By T. D. Thornton
This is the first in a two-part installment about labor problems facing Thoroughbred farm owners.
When America’s food growers want to hammer home the point that United States agriculture is facing an ever-worsening labor crisis because there aren’t enough workers to tend our nation’s fields, they illustrate the plight by providing photographs of row upon row of unpicked crops dying in the dirt.
Dairy farmers, dealing with the same trouble, have begun repeating the dire threat that if America doesn’t figure out a way to import more workers, the country will soon have to resort to the unthinkable practice of importing milk instead.
And in the stabling areas of Thoroughbred racetracks all across the nation, it’s become an all-too-familiar tale how trainers can’t find and retain capable, reliable hands-on horse workers, let alone entry-level laborers willing to shovel manure and scrub water buckets.
There is anecdotal evidence that willing foreign workers are avoiding Thoroughbred-related employment because of the palpable vibe that U.S. Immigration and Customs Enforcement (ICE) officials could swoop in for a raid at any moment–an uneasy feeling validated by the fact that ICE is reportedly arresting 400 undocumented foreigners daily nationwide.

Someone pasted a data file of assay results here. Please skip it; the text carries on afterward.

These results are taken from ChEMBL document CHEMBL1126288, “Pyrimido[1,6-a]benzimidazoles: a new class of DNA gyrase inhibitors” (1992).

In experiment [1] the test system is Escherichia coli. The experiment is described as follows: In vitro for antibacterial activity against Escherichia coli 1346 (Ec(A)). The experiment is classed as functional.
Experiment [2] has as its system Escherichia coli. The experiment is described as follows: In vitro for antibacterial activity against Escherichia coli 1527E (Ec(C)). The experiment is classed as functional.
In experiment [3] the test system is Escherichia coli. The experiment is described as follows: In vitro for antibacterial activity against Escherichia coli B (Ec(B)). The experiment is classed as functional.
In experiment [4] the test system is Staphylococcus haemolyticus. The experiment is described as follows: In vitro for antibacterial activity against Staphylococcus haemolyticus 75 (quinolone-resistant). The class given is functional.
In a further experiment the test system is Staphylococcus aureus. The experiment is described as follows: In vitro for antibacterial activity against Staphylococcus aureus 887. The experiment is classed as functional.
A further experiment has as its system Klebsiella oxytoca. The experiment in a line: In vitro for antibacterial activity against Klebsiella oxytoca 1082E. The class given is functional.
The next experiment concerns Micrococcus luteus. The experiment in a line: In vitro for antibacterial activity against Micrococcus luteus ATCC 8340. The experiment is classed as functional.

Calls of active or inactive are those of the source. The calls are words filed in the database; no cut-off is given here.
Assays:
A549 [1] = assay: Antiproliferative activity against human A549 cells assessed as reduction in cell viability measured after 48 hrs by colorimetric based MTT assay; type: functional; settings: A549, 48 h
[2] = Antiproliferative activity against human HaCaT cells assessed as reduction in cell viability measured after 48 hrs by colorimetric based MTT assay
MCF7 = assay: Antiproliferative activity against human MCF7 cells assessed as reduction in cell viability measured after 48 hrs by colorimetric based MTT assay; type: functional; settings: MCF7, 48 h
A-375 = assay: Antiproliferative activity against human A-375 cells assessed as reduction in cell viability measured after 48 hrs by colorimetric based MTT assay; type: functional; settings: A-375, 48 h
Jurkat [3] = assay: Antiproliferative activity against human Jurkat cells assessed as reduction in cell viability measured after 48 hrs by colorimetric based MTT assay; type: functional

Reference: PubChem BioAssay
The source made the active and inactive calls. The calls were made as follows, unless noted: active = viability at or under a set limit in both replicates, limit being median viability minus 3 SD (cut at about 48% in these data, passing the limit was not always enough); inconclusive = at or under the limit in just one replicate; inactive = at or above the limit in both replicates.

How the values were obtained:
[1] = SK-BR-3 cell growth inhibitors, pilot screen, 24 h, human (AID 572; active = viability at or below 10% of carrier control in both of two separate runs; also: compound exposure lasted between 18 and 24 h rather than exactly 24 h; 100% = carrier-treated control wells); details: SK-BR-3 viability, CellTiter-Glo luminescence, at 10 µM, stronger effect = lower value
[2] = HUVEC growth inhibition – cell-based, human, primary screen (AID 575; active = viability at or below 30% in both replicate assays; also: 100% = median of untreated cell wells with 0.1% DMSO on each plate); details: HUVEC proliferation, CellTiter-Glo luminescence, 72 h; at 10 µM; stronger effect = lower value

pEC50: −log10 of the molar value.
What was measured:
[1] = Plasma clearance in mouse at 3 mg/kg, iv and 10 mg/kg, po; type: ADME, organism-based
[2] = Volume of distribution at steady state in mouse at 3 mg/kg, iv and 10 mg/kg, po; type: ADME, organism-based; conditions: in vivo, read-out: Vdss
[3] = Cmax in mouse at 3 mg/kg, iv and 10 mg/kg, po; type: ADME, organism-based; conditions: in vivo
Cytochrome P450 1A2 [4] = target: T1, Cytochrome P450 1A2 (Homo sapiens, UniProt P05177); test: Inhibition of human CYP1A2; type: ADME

Such a crackdown (16 arrests) just happened in Saratoga Springs, New York, in early June, a little more than a month before the country’s highest-profile Thoroughbred race meet is scheduled to begin in that city. According to the Washington Post, the nationwide haul of 41,318 immigrants taken into custody over the first 100 days of President Donald Trump’s administration represents a 37.6% increase over the same period last year.
But while racetrack-related labor woes have been spotlighted in recent months (read TDN’s most recent take on the subject here), there are parallel problems with different consequences playing out on the nation’s Thoroughbred farms.
Over the past several weeks, as the breeding and foaling seasons morphed into the yearling prep season, TDN surveyed a selection of owners and managers of different-sized farms around the country and spoke with elected and appointed officials to find out what long- and short-term help they can offer constituents. This article will attempt to give a snapshot of the varying degrees of problems articulated by owners; Part 2 in Friday’s edition will examine potential solutions.
“Look, this is the worst-kept secret, both on the farm on the backstretch,” said Chauncey Morris, executive director of The Kentucky Thoroughbred Association/Kentucky Thoroughbred Owners and Breeders organization. “The labor issue is challenging. We needed immigration reform in this country probably five years ago, but we don’t have that. So is there a labor shortage currently? Yes, there is, because the economy has increased in a lot of places, including here in central Kentucky where the unemployment rate is very, very low.”